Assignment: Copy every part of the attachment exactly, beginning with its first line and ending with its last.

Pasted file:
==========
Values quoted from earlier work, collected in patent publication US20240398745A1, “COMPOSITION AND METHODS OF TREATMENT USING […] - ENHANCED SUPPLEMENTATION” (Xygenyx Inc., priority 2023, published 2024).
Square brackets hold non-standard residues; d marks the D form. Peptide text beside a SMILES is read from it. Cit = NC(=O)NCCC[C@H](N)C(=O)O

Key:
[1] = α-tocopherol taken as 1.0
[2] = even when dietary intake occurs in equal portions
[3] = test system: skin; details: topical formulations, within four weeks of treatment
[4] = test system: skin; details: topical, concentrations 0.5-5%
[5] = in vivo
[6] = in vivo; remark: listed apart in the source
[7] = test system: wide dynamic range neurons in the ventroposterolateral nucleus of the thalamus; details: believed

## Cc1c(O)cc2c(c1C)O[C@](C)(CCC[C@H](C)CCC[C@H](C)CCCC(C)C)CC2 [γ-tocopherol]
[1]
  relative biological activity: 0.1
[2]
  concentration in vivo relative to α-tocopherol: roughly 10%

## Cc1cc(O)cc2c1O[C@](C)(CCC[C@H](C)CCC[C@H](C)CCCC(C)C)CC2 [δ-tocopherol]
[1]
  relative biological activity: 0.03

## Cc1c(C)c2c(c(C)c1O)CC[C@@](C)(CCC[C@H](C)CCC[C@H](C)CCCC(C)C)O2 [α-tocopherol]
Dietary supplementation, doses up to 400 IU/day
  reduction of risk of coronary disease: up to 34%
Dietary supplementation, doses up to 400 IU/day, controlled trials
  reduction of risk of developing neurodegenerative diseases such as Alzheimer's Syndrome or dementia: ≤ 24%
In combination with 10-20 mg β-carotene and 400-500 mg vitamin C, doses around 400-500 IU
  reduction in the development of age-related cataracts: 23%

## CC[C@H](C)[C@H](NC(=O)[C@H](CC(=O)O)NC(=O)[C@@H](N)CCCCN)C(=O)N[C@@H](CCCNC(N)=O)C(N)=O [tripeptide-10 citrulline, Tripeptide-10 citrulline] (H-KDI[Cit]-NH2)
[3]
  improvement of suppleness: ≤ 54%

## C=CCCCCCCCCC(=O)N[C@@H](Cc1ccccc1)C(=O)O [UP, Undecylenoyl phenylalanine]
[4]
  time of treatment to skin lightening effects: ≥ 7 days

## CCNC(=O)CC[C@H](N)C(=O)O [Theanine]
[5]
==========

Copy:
Values quoted from earlier work, collected in patent publication US20240398745A1, “COMPOSITION AND METHODS OF TREATMENT USING […] - ENHANCED SUPPLEMENTATION” (Xygenyx Inc., priority 2023, published 2024).
Square brackets hold non-standard residues; d marks the D form. Peptide text beside a SMILES is read from it. Cit = NC(=O)NCCC[C@H](N)C(=O)O

Key:
[1] = α-tocopherol taken as 1.0
[2] = even when dietary intake occurs in equal portions
[3] = test system: skin; details: topical formulations, within four weeks of treatment
[4] = test system: skin; details: topical, concentrations 0.5-5%
[5] = in vivo
[6] = in vivo; remark: listed apart in the source
[7] = test system: wide dynamic range neurons in the ventroposterolateral nucleus of the thalamus; details: believed

## Cc1c(O)cc2c(c1C)O[C@](C)(CCC[C@H](C)CCC[C@H](C)CCCC(C)C)CC2 [γ-tocopherol]
[1]
  relative biological activity: 0.1
[2]
  concentration in vivo relative to α-tocopherol: roughly 10%

## Cc1cc(O)cc2c1O[C@](C)(CCC[C@H](C)CCC[C@H](C)CCCC(C)C)CC2 [δ-tocopherol]
[1]
  relative biological activity: 0.03

## Cc1c(C)c2c(c(C)c1O)CC[C@@](C)(CCC[C@H](C)CCC[C@H](C)CCCC(C)C)O2 [α-tocopherol]
Dietary supplementation, doses up to 400 IU/day
  reduction of risk of coronary disease: up to 34%
Dietary supplementation, doses up to 400 IU/day, controlled trials
  reduction of risk of developing neurodegenerative diseases such as Alzheimer's Syndrome or dementia: ≤ 24%
In combination with 10-20 mg β-carotene and 400-500 mg vitamin C, doses around 400-500 IU
  reduction in the development of age-related cataracts: 23%

## CC[C@H](C)[C@H](NC(=O)[C@H](CC(=O)O)NC(=O)[C@@H](N)CCCCN)C(=O)N[C@@H](CCCNC(N)=O)C(N)=O [tripeptide-10 citrulline, Tripeptide-10 citrulline] (H-KDI[Cit]-NH2)
[3]
  improvement of suppleness: ≤ 54%

## C=CCCCCCCCCC(=O)N[C@@H](Cc1ccccc1)C(=O)O [UP, Undecylenoyl phenylalanine]
[4]
  time of treatment to skin lightening effects: ≥ 7 days

## CCNC(=O)CC[C@H](N)C(=O)O [Theanine]
[5]